125. A Public Service Commission was established in India for the first time by


(A) The Indian Council Act, 1982


(B) The Act of 1909


(C) The Government of India Act, 1919


 (D) The Government of India Act, 1935



ANS

(D) The Government of India Act, 1935.

While the concept of a Public Service Commission (PSC) was discussed earlier, a statutory PSC wasn't established in India until the passage of the Government of India Act, 1935. Here's a breakdown of the options:

  • (A) The Indian Council Act, 1982: This act revamped the composition and functioning of the central PSC but didn't establish it.

  • (B) The Act of 1909: This could refer to various acts of 1909, none of which established a national PSC in India.

  • (C) The Government of India Act, 1919: This act laid the groundwork for a PSC by mentioning its future establishment but didn't actually create it.

  • (D) The Government of India Act, 1935: This act finally instituted the statutory Public Service Commission for India, with provisions outlining its composition, functions, and powers.

Therefore, remembering that the first Public Service Commission in India was established by the Government of India Act, 1935, adds to your knowledge of the country's administrative history and institutional development.


126. A bird is sitting in a wire cage hanging from the spring balance. Let the reading of the spring balance be W_1. If the bird flies about inside the cage, the reading of the spring balance becomes W_2. Which of the following is true?


(A) W_1 > W_2


(B) W_1< W_2


(C) W_1 = W_2


(D) W_1 = 1/W_2



When the bird is sitting in the cage, the spring balance measures the combined weight of the bird and the cage, W_1. When the bird flies inside the cage, it creates an upward force against the cage due to its flapping wings. This upward force partially cancels out the bird's downward weight.

Therefore, the reading of the spring balance will decrease, meaning:

(A) W_1 > W_2 is the correct answer.

Here's the reasoning:

  • W_1 = weight of bird + weight of cage

  • When the bird flies, it creates an upward force (F) which partially cancels its weight

  • New reading on the spring balance = (weight of bird - F) + weight of cage

  • Since F is positive and directed upwards, it reduces the overall weight measured by the spring balance.

Therefore, W_2 (reading with bird flying) will be less than W_1 (reading with bird sitting).

Remember, in situations like this where one force counteracts another, the resulting force or weight decreases compared to the initial value.




127. Who was the first historical emperor of India?


(A) Dhanananda


(B) Chandragupta Mourya


(C) Bimbisara


(D) Bindusara



(B) Chandragupta Maurya

Here's why:

  • Chandragupta Maurya (321-297 BCE) established the Mauryan Empire, which unified a vast majority of the Indian subcontinent under one administration. He is credited with overthrowing the Nanda dynasty and laying the foundation for a powerful and influential empire.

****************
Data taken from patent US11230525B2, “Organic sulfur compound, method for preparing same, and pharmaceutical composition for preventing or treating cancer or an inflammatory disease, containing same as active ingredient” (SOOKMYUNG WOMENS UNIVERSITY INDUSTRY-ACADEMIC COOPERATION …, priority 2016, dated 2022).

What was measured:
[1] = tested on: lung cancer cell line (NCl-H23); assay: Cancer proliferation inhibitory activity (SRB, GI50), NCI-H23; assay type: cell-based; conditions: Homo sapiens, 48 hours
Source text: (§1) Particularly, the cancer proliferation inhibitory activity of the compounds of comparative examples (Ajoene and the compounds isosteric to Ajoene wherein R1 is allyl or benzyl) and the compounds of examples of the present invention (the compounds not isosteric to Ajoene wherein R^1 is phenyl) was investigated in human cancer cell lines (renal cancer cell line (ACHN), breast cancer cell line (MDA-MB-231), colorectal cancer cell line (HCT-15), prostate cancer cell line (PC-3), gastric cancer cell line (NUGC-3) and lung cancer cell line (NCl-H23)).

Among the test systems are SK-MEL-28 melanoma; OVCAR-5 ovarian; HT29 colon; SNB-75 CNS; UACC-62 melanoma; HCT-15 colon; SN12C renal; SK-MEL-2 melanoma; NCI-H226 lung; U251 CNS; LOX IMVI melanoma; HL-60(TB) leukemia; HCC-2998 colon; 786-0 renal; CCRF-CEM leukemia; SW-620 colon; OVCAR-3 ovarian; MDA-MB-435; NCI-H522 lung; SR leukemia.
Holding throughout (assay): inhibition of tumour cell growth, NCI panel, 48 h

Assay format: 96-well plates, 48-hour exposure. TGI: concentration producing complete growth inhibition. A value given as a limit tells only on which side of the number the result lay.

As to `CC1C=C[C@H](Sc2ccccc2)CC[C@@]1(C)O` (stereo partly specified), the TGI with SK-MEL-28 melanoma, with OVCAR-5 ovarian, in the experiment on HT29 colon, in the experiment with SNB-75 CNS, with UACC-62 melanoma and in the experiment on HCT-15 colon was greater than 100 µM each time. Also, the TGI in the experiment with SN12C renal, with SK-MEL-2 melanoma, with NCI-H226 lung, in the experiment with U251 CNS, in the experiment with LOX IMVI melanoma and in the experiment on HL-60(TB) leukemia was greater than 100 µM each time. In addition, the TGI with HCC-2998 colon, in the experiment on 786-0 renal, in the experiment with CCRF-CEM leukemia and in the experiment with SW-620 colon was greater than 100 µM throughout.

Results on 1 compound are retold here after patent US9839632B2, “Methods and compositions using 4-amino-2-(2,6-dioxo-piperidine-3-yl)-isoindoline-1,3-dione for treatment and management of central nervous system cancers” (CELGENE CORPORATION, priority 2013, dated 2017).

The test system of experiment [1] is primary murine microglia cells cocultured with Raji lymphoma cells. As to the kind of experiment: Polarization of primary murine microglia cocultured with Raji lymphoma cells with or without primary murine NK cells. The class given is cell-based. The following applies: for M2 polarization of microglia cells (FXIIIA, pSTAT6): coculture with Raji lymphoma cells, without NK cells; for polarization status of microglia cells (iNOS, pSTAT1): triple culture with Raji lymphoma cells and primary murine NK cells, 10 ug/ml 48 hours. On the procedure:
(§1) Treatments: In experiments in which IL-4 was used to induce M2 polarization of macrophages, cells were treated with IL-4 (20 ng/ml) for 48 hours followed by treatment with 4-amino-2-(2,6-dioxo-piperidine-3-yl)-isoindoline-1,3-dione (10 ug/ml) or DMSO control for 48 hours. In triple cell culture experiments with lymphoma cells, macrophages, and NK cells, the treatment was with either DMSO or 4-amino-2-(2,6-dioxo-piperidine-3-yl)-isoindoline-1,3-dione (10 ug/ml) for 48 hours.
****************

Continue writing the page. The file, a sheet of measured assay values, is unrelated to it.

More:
• Dhanananda (4th century BCE), the last ruler of the Nanda dynasty, ruled over a significant portion of northern India but didn't unify the entire subcontinent. While powerful, his empire lacked the territorial extent and centralized administration defining a unified imperial entity.

  • Bimbisara (544-491 BCE) and Bindusara (297-272 BCE) were crucial figures in the Maurya dynasty's rise to power. However, Bimbisara ruled over Magadha, a powerful kingdom but not encompassing the entire subcontinent. Bindusara expanded the Maurya Empire but inherited its foundation from Chandragupta Maurya and is not generally considered the "first emperor" due to the established legacy of his father.



128. Name the Chalukya king who defeatedHarshavardana.


(C) Mangalesh


(D) Kirtivarmana


(A) Pulakeshin I


(B) Pulakeshin II



(B) Pulakeshin II: He defeated Harshavardhana in a battle around 618 CE on the banks of the Narmada River. This clash helped establish the Chalukya dynasty as a major power in South India.

So the correct answer is (B).



129. Where is the Headquarter of the Asian Pacific Postal Union?


(A) Manila


(B) Bangkok


(C) Colombo


(d) Mumbai



The headquarters of the Asian Pacific Postal Union (APPU) is currently located in (B) Bangkok, Thailand. It has been headquartered there since 2002.



130. Which country has built an 'Artificial Moon'project?


(A) USA


(B) China


(C) Russia


(D) Israel



China has been working on a project related to an "Artificial Moon." The project involves launching artificial satellites or spacecraft that could reflect sunlight back to Earth at night, providing additional illumination. Therefore, the correct answer is: (B)



131. In the world, by cattle rearing. India ranks


(A) first


(B) fifth


(C) fourth


(D) seventh




India actually ranks (A) first in the world by cattle rearing!

Here are some facts to support this:

  • India has the largest dairy herd in the world, with over 304 million cattle as of 2020.

  • It contributes significantly to global milk production, standing at over 112.5 million tonnes in 2009-2010.

  • India is also the largest exporter of buffalo meat globally and a major exporter of other livestock products.

Therefore, while other countries like China, Brazil, and the United States also have sizeable cattle populations, India significantly outpaces them in terms of overall numbers and dairy production.

Remember, India's agricultural landscape and its emphasis on dairy products play a crucial role in its ranking as the leader in cattle rearing on a global scale.